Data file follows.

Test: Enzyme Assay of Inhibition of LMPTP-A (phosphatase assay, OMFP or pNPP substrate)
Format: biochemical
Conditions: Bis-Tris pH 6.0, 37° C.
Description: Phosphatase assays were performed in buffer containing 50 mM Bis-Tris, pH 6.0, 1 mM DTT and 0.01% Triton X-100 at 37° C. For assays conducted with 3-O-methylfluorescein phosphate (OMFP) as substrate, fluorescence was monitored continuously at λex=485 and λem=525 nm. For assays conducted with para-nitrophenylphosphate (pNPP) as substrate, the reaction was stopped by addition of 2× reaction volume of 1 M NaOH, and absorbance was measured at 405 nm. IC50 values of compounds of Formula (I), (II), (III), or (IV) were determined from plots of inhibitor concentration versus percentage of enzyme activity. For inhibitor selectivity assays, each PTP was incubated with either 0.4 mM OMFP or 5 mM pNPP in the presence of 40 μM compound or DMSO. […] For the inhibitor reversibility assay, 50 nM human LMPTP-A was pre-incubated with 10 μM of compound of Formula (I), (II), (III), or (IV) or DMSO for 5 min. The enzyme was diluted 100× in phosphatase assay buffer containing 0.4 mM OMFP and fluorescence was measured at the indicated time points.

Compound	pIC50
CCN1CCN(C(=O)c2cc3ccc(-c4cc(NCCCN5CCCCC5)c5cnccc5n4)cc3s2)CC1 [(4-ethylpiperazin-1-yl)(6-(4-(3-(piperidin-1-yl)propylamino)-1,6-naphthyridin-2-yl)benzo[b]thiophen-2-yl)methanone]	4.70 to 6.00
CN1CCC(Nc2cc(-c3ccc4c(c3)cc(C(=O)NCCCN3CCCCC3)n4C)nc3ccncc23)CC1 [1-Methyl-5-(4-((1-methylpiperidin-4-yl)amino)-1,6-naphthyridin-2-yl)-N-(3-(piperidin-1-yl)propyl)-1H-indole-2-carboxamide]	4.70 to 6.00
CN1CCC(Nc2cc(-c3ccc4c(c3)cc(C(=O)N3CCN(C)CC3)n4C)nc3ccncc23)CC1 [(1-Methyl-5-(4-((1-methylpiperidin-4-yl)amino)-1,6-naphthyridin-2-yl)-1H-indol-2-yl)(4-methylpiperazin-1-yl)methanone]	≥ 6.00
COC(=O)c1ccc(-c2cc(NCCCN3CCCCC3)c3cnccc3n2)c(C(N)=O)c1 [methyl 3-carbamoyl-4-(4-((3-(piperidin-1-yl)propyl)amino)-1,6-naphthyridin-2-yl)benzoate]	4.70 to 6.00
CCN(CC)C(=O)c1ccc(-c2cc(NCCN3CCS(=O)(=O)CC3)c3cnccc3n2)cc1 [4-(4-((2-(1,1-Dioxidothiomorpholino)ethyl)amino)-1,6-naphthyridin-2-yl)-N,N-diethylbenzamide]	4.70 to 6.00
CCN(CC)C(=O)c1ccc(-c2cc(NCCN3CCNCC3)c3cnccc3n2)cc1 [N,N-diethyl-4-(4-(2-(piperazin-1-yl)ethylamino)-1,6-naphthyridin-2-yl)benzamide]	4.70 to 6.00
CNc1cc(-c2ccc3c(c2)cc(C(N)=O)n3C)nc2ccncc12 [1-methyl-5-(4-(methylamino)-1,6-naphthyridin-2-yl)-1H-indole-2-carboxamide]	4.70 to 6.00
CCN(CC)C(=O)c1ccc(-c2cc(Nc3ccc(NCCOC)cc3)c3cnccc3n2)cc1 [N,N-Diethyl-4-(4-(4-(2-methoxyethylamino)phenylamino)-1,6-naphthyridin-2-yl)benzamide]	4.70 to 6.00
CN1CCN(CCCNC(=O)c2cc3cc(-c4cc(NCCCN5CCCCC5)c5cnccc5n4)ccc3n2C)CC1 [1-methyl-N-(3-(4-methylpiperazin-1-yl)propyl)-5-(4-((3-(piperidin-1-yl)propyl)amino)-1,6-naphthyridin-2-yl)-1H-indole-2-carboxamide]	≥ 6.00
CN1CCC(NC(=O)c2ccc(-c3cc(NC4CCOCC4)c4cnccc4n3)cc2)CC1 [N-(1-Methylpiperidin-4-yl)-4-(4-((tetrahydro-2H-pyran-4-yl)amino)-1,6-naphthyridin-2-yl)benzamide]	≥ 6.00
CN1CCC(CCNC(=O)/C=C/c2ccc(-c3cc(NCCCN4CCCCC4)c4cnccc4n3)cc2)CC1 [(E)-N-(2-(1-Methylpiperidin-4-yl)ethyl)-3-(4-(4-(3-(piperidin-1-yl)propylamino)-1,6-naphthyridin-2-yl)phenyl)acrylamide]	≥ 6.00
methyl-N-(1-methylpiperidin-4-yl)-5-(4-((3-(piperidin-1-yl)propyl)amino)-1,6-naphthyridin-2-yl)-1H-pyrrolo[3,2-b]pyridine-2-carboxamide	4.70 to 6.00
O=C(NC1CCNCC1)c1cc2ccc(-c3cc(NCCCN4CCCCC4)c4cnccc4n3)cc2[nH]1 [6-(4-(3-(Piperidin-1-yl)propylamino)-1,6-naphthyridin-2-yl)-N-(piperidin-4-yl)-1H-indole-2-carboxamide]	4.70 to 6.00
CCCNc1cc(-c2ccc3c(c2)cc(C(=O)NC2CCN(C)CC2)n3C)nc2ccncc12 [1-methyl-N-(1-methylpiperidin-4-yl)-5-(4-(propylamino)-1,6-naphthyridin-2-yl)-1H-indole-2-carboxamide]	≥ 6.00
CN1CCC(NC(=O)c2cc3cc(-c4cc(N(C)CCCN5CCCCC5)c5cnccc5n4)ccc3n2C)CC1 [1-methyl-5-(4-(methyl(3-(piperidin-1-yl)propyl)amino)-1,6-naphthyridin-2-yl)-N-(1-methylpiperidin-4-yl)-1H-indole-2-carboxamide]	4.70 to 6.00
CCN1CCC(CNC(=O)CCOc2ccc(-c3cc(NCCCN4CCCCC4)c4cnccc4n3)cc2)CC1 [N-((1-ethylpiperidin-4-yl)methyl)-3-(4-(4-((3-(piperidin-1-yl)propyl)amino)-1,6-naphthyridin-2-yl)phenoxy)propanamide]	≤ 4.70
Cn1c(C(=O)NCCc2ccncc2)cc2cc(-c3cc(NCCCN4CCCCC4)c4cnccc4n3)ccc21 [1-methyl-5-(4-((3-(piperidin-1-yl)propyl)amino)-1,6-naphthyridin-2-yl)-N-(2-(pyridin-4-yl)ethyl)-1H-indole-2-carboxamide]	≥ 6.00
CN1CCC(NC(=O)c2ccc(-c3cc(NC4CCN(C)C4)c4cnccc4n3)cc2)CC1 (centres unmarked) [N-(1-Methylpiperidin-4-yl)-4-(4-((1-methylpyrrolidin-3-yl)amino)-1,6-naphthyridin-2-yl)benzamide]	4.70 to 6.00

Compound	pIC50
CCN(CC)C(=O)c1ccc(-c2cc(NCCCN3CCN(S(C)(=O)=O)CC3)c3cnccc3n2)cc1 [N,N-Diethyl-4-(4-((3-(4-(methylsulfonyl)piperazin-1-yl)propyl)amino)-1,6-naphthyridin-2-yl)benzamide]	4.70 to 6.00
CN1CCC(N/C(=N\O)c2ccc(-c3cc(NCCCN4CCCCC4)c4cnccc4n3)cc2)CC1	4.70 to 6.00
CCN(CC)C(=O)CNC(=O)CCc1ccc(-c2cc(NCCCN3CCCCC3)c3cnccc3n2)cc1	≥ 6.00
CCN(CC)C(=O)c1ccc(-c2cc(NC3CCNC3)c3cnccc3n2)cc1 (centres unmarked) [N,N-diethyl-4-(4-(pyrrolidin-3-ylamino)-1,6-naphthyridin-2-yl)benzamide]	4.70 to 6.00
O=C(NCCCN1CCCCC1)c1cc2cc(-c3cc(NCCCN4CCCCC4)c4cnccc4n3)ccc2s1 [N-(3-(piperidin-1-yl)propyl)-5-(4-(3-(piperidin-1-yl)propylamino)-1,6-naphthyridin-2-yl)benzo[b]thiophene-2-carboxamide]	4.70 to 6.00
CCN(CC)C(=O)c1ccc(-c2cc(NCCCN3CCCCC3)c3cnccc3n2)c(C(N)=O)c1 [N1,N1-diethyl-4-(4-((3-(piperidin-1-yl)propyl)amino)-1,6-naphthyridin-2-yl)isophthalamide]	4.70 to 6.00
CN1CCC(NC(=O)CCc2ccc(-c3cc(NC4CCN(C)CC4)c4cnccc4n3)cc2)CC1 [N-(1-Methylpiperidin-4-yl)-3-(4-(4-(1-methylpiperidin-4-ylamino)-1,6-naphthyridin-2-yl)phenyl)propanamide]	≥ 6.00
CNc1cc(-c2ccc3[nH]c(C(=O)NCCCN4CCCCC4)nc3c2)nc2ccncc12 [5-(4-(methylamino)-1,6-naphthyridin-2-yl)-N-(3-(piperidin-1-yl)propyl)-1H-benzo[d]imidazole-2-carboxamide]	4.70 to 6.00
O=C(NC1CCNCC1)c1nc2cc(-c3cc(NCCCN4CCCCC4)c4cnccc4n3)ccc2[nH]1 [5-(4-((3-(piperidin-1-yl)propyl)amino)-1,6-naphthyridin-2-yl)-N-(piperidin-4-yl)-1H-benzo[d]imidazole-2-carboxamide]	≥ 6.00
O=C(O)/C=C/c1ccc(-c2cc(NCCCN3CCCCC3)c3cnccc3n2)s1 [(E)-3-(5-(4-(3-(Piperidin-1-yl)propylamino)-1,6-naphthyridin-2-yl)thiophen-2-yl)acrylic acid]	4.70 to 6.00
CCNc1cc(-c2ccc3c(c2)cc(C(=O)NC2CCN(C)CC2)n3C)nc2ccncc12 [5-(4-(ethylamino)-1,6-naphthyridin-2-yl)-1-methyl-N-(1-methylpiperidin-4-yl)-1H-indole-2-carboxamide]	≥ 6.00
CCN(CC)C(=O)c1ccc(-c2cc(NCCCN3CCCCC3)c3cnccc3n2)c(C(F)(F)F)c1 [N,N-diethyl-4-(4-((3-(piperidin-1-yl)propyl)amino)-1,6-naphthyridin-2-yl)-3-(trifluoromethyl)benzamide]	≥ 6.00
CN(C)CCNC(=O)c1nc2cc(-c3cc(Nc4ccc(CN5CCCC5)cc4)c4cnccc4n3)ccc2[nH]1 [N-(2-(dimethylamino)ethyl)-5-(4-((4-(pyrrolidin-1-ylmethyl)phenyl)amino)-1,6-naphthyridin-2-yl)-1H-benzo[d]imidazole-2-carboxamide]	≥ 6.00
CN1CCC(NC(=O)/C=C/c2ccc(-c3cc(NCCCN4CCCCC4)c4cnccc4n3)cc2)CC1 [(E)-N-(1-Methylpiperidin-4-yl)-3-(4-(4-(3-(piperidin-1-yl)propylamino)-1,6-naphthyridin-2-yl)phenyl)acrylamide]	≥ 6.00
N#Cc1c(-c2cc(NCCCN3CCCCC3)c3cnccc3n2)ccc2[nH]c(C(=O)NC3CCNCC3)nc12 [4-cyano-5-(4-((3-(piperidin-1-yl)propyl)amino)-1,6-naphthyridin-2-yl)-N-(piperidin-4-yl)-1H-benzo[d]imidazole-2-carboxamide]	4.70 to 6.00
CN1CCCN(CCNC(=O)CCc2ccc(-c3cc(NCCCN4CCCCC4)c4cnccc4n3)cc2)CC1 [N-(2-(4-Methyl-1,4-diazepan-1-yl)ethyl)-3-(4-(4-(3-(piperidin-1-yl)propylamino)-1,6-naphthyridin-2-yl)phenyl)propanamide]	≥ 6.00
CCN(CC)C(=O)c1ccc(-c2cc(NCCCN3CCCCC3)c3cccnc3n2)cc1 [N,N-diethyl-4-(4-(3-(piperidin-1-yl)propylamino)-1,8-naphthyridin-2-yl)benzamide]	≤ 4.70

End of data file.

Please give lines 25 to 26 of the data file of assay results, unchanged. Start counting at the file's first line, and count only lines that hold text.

CCN(CC)C(=O)c1ccc(-c2cc(NCCCN3CCN(S(C)(=O)=O)CC3)c3cnccc3n2)cc1 [N,N-Diethyl-4-(4-((3-(4-(methylsulfonyl)piperazin-1-yl)propyl)amino)-1,6-naphthyridin-2-yl)benzamide]	4.70 to 6.00
CN1CCC(N/C(=N\O)c2ccc(-c3cc(NCCCN4CCCCC4)c4cnccc4n3)cc2)CC1	4.70 to 6.00